It’s estimated to be completed next spring

ATASCADERO — As of Monday, June 10, the El Camino Real Downtown Safety and Parking Enhancements Project (ECR Project) is officially off the ground. The project has been in the works for the last seven years.

“This project specifically was initiated in 2017,” said Project Manager and Public Works Deputy Director Ryan Hayes. “Then there was some initial work to get a consultant on board to do some preliminary ideas for concept designs and then an extensive public outreach process that was just coming to a close; we were coming into our last round of meetings for public outreach to get public comment and input when COVID hit in March of 2020. So it put it on a little bit of a pause because we couldn’t have public meetings.” 

In 2021, the city brought the ECR Project back to look at the initial design and do another round of public outreach. There, they looked at different alternatives and worked to find the preferred alternative for the plan. At the Tuesday, May 28, City Council meeting, the council approved the construction awards to Filippin Engineering, Inc. and Souza Construction. The project will be largely funded by state and federal transportation dollars, as well as infrastructure dollars that came out of the COVID American Rescue Act.


“This is a lot of outside money coming in. So that’s a win for our community,” stated Atascadero City Manager Jim Lewis. “We can use these state and federal dollars for a local project. That’s a win.” 

The base construction budget that was awarded to the city’s contractors is $9.5 million, and the total project budget is just under $12 million, including everything that’s already been done.

The ECR Project has started off with about a month’s worth of sewer replacement work. 

“Our sewer line. Our sewer mains throughout downtown are almost 100 years old,” Hayes said. “So we’re taking the opportunity; we don’t want something to happen to the sewer lines right after we finish this beautiful project.”

The next part of construction, including adding a median with parking and clear pedestrian crosswalks, will start as soon as the sewers are done and will last through the end of the year.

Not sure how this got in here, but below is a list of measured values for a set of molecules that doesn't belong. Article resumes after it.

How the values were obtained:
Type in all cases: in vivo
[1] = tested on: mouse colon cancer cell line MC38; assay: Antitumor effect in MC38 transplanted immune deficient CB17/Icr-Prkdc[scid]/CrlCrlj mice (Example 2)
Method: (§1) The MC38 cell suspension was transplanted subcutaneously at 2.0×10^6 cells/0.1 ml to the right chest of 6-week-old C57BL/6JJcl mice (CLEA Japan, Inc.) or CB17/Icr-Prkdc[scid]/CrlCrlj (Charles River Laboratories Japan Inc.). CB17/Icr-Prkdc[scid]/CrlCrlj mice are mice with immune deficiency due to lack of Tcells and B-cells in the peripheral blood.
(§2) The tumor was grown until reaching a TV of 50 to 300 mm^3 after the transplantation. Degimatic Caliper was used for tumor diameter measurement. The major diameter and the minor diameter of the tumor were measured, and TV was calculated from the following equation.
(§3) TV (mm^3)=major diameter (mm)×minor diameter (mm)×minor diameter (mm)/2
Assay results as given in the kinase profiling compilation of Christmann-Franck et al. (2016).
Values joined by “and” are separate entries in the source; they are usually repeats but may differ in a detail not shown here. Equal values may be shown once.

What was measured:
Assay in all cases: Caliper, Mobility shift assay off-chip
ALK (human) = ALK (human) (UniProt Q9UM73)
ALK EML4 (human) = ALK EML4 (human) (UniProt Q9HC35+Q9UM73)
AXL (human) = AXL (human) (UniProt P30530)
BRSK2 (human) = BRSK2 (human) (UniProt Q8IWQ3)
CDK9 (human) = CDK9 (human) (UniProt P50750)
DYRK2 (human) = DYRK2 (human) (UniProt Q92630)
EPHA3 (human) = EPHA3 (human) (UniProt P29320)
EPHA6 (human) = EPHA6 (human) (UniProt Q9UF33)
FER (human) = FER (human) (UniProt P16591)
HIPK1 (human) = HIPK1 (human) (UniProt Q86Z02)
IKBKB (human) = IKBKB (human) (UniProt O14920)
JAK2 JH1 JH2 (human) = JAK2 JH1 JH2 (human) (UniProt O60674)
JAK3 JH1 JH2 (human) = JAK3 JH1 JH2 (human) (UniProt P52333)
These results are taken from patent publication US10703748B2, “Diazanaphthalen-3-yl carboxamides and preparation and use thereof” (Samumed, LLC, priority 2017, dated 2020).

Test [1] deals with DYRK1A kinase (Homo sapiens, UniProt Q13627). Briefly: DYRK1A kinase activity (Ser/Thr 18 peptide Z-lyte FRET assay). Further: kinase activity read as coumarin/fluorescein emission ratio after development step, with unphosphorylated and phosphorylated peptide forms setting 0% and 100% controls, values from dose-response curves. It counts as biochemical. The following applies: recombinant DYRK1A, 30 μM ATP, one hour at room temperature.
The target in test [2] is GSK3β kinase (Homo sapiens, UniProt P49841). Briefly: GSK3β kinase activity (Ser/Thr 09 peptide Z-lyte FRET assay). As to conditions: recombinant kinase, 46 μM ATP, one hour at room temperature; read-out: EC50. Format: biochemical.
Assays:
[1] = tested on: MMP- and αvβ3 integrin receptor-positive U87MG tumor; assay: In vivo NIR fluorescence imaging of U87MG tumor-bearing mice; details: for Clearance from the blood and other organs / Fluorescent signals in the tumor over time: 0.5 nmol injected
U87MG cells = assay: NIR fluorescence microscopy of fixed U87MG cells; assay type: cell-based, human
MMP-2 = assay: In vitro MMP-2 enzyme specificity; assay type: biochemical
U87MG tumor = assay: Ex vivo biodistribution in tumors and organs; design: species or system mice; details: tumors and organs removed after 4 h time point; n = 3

“We actually have construction working days out through late spring, April. But that will probably start to be a lot more of the pretty stuff. The trees, the planting, a little bit of irrigation work, some of that stuff,” continued Hayes.

The full construction is a little over a half-mile of ECR, stretching from just north of Highway 41 and going through Rosario Avenue.

“We will get well over 100 free parking spots that will make it much easier to park and access our downtown in front of your favorite development and your favorite restaurants,” Lewis said about the benefits of the ECR Project. “We will get safety in our corridor. Slower vehicle speeds, easier pedestrian crossings, and much safer crossings for our children between the high school and the middle school crossing El Camino. So that safety is important. We’ll have lighting in the evenings. It’ll be very attractive and really help the corridor’s visibility. We’re going to have this beautiful median down the center, not just with parking but greenery and beautification.” 

Lewis also said that the city is very aware that the hard construction is going to have some disturbance to local businesses, but that they are already working on a campaign to help everyone out.

“We’ve put money into the project budget. It’s kind of like the Shop Local campaign, where when you spend $100, you get a gift card. We’re going to do that, but targeted to those businesses while we’re working in front of them,” added Lewis. “I think it’s really important that the community knows that the city is very cognizant of the impacts it’s going to have on some of our business people, and we don’t want to lose any of them.” 

They will also have near-weekly discussions with people in the community about the impacts of the project, and project look-aheads so everyone knows what is happening construction-wise. The city will also be helping to put together commericials and marketing in the corridor during the project. 

The city is also starting conversations with Atascadero Middle School and The Fine Arts Acedemy to have different routes by last name and by school for school pick-up and drop-off, to make sure the traffic is spread out throughout the area. Lewis has a son who will be going to school there this fall, and he is even going to see the direct impact that the ERC Project is having on the community.

“No doubt this is road construction in the middle of downtown. I want to make that very clear to people,” Lewis said. “However, Ryan [Hayes] and our team will do everything we can to make sure impacts are as minimal as possible. There will always be access northbound and southbound. You’ll always be able to get through downtown. Things will be appropriately signed, flagged, businesses will always have access to their business.”

To keep updated on the ECR Project, go to

Featured Image: A mock-up of the El Camino Real Downtown Safety and Parking Enhancements Project is shown. Provided by Atascadero City.